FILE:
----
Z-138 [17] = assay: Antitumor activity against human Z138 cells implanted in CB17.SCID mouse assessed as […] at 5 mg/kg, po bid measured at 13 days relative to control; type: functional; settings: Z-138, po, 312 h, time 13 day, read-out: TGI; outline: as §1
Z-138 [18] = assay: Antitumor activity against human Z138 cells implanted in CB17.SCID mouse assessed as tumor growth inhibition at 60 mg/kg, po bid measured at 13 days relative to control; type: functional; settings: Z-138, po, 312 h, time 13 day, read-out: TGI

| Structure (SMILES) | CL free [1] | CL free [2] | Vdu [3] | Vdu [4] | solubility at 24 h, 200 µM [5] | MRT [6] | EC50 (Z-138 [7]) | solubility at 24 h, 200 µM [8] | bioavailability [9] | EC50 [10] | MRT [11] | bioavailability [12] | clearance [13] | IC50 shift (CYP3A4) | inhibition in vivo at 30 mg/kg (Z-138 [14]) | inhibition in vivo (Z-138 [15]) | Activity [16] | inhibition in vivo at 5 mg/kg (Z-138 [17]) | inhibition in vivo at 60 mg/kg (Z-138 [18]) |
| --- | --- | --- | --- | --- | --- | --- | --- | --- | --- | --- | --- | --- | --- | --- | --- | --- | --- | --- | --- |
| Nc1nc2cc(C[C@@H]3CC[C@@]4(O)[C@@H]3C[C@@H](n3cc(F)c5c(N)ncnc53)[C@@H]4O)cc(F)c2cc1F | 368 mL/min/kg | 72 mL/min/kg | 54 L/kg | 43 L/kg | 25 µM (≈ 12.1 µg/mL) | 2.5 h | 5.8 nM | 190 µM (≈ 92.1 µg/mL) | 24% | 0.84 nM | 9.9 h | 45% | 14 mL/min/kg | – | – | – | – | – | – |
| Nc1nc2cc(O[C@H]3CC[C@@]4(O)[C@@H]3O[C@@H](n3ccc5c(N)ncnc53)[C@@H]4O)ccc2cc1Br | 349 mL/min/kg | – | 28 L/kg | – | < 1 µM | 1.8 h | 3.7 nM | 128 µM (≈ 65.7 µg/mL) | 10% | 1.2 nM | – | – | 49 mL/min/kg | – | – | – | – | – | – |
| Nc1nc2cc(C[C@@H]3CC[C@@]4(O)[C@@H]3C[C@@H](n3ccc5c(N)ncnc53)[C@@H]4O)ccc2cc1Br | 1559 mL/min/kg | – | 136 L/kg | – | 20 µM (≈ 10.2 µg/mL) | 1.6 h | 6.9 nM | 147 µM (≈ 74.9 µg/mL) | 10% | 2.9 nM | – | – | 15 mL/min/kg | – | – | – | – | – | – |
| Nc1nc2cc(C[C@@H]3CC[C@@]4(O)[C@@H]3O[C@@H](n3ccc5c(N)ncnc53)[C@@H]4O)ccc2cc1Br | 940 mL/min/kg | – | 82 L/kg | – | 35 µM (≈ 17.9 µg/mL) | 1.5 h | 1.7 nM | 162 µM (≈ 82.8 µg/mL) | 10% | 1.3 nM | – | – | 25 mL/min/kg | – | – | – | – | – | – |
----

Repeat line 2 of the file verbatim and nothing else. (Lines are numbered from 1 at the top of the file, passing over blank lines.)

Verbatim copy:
Z-138 [18] = assay: Antitumor activity against human Z138 cells implanted in CB17.SCID mouse assessed as tumor growth inhibition at 60 mg/kg, po bid measured at 13 days relative to control; type: functional; settings: Z-138, po, 312 h, time 13 day, read-out: TGI